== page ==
Medium-sized companies are more likely to leave themselves open to cyber-attacks, business leaders have little confidence in the policies in place to deal with the aftermath of a data breach, and technology and business executives aren’t on the same page when it comes to information security.
That’s emerged in new research conducted by Perceptive for leading provider of business-critical technology and cyber security solutions, Kordia. While it shows that businesses in New Zealand are generally well-prepared and positioned to respond to cyber security attacks, gaps remain and information security tends to be confined to the IT department rather than being a company-wide discipline.
“Cyber attackers thrive in gaps. While it’s good to see that most businesses are aware of the necessity for sound information security policies, procedures and enabling infrastructure, more needs to be done – particularly around training and policy implementation. And the ‘she’ll be right’ approach taken by medium-sized businesses is potentially leaving them wide open to attack,” says Scott Bartlett, Group CEO at Kordia.
The research, which polled more than 180 IT decision makers from New Zealand organisations with 20 or more employees, took place in March. Respondents provided insight on a range of information security issues, including structures for reporting breaches to boards of directors and customers, completeness of tools available, and the presence of policies and training to support an appropriate information security posture.
Kordia recently announced the launch of Cyber Security by Kordia, which encompasses New Zealand’s most comprehensive range of cyber security products and solutions. The business has defined three pillars – Advise, Protect and Insight & Response – with each providing a range of specialist services designed to assist New Zealand businesses in protecting themselves against a growing number of cyber threats.
In businesses with more than 200 employees, 82 per cent of respondents felt their business had enough tools available to them to educate and assist their business in making informed cyber security decisions, this dropped down considerably to just 58 per cent for those with 60 – 99 employees. Similarly, seven in ten respondents overall stated that their company currently has policies or training in place relating to online security, but the number drops to 58 per cent for medium-sized businesses.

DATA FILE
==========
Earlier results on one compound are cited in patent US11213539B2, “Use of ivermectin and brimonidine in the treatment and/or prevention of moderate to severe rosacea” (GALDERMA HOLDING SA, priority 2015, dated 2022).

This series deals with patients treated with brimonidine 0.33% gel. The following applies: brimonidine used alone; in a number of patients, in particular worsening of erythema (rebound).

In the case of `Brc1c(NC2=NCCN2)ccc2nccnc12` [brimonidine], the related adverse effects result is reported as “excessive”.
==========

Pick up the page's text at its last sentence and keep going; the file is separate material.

“Businesses with 20 to 99 employees are less well prepared as they likely don’t have the budget, the skills or the inclination to focus on information security. Instead, energies are more likely to be focused on operational issues,” adds Bartlett.
He notes that the survey findings demonstrate a clear lack of communication and alignment between Chief Executive/General Managers on the one hand and Chief Technology Officers on the other. IT staff members are much more likely to know that there are policies or training systems in place relating to online security, at 84 per cent, while only 54 per cent of CEOs/GMs know this information.
And while 70 per cent of those who have cyber security policies in place are confident that those policies will prevent a cyber breach, the number comes down dramatically depending on who is asked: just 46 per cent of CEOs/GMs believe that the policy in place will be effective in dealing with a cyber-attack.
“Technical staff are more confident in the response policy because they are probably responsible for its design. The ‘business’ side either perceive the policy as inadequate, or they may simply not know enough about it to have a higher level of confidence,” says Bartlett. “That’s a problem because it’s crucial cyber security is a company-wide culture.”
Like a chain, he says cyber security is only as strong as the weakest link. “It is encouraging that most companies do recognise the necessity for cyber security as a component of their IT and business organisation.
“However, there is still work to be done in terms of making this a company-wide issue, rather cyber security remaining in the domain of technical staff members. And both small and medium-sized businesses should realise that they are just as much in hackers’ crosshairs as their larger counterparts,” Bartlett concludes.